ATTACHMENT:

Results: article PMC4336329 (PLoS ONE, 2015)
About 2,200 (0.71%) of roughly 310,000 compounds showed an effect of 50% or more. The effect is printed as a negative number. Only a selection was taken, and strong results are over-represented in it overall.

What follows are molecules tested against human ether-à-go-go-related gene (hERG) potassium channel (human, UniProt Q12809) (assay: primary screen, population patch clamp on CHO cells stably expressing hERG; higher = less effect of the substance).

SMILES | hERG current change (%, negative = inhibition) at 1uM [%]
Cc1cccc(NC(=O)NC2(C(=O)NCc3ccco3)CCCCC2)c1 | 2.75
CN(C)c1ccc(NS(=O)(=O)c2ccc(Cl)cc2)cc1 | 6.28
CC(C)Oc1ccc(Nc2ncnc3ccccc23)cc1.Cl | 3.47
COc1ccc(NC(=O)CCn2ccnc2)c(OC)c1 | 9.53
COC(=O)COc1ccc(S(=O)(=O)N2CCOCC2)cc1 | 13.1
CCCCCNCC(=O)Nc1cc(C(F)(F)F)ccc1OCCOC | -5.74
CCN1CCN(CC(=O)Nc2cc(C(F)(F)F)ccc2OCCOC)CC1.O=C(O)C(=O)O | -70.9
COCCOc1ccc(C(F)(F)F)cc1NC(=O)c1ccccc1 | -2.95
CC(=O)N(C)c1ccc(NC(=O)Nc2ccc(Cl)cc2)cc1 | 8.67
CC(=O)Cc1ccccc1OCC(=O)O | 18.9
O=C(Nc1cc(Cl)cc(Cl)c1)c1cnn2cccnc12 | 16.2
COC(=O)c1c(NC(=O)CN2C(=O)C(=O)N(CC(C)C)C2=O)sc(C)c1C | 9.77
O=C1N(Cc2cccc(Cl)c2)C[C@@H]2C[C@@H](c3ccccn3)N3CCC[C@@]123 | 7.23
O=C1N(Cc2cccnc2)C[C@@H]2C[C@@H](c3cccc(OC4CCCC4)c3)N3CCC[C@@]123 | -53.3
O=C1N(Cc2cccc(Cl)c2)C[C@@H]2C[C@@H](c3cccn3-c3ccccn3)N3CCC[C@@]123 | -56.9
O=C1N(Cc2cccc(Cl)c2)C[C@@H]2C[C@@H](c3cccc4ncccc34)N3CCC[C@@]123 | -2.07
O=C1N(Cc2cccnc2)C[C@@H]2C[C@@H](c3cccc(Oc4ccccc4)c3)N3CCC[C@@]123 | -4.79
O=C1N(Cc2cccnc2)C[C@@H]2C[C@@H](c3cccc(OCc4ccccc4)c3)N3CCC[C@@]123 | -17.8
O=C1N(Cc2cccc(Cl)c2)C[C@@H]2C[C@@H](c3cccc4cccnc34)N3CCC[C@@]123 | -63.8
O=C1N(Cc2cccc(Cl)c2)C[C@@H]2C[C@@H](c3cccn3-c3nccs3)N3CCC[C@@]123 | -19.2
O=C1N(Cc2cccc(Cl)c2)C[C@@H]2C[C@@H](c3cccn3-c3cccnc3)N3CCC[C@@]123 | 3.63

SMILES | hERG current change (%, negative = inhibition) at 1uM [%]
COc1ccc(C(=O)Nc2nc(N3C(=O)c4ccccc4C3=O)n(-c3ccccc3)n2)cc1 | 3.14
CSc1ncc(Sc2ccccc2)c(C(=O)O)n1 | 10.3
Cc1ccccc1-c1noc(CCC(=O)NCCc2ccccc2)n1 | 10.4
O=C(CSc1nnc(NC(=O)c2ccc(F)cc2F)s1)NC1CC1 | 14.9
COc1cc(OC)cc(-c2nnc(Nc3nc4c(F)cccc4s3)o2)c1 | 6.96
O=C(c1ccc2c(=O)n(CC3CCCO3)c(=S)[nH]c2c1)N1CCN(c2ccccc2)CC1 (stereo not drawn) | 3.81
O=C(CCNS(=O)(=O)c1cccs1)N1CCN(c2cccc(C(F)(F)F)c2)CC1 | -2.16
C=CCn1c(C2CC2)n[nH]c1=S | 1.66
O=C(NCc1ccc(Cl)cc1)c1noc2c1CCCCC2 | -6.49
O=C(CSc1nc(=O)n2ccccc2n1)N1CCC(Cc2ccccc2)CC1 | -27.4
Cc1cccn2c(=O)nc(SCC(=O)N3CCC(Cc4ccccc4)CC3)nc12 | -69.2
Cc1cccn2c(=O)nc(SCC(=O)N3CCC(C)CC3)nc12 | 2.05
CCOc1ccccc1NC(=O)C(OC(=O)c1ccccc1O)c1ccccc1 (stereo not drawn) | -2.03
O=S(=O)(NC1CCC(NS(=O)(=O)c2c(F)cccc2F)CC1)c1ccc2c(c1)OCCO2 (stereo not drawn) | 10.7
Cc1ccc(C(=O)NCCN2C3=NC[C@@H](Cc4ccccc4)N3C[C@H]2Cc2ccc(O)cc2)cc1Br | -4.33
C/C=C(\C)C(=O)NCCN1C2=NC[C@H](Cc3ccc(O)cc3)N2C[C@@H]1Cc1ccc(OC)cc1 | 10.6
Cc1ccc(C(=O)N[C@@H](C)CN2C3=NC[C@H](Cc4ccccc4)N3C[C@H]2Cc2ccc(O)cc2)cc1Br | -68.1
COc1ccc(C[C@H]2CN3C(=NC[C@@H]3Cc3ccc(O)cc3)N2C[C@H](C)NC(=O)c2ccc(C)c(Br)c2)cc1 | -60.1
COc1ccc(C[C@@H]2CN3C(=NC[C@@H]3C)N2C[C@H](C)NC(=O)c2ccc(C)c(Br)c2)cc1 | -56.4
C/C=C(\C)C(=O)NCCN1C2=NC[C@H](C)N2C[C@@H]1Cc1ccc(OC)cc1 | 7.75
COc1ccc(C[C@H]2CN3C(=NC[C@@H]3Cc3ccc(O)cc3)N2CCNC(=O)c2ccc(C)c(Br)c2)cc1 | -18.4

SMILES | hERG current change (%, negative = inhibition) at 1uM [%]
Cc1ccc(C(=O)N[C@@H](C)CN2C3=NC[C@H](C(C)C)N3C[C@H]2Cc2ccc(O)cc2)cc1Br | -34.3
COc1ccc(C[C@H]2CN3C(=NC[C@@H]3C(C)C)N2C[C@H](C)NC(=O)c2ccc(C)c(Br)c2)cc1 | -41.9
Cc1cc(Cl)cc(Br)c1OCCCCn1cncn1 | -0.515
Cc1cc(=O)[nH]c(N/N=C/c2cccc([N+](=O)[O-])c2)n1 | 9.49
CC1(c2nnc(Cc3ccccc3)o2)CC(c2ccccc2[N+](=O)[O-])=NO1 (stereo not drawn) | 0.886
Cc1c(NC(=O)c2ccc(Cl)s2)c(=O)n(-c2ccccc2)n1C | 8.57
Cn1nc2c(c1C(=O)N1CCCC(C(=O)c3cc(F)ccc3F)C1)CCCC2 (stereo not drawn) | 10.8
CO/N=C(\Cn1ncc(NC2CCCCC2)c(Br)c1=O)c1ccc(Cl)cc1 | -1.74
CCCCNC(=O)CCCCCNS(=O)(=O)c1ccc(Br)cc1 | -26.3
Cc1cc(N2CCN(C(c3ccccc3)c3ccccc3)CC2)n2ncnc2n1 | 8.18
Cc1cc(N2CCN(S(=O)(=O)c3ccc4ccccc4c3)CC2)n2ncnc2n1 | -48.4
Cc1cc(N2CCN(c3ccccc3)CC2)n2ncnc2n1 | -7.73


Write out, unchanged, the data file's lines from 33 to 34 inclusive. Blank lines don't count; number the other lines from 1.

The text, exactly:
O=C(CCNS(=O)(=O)c1cccs1)N1CCN(c2cccc(C(F)(F)F)c2)CC1 | -2.16
C=CCn1c(C2CC2)n[nH]c1=S | 1.66